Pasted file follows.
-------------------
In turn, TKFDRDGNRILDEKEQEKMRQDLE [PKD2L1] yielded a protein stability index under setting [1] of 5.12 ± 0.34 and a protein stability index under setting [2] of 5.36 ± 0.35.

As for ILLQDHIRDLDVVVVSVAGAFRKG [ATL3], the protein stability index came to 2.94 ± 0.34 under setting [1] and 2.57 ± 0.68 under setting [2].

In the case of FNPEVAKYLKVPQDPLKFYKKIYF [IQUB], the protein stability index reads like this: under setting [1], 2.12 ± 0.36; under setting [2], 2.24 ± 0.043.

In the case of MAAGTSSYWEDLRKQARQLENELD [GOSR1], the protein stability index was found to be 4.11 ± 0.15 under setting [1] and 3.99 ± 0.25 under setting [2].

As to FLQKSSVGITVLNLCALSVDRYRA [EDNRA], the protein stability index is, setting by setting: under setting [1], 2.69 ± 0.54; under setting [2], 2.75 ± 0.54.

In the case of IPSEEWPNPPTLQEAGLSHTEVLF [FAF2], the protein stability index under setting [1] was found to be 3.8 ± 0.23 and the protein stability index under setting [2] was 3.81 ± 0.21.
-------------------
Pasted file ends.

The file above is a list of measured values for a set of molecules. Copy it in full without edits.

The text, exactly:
In turn, TKFDRDGNRILDEKEQEKMRQDLE [PKD2L1] yielded a protein stability index under setting [1] of 5.12 ± 0.34 and a protein stability index under setting [2] of 5.36 ± 0.35.

As for ILLQDHIRDLDVVVVSVAGAFRKG [ATL3], the protein stability index came to 2.94 ± 0.34 under setting [1] and 2.57 ± 0.68 under setting [2].

In the case of FNPEVAKYLKVPQDPLKFYKKIYF [IQUB], the protein stability index reads like this: under setting [1], 2.12 ± 0.36; under setting [2], 2.24 ± 0.043.

In the case of MAAGTSSYWEDLRKQARQLENELD [GOSR1], the protein stability index was found to be 4.11 ± 0.15 under setting [1] and 3.99 ± 0.25 under setting [2].

As to FLQKSSVGITVLNLCALSVDRYRA [EDNRA], the protein stability index is, setting by setting: under setting [1], 2.69 ± 0.54; under setting [2], 2.75 ± 0.54.

In the case of IPSEEWPNPPTLQEAGLSHTEVLF [FAF2], the protein stability index under setting [1] was found to be 3.8 ± 0.23 and the protein stability index under setting [2] was 3.81 ± 0.21.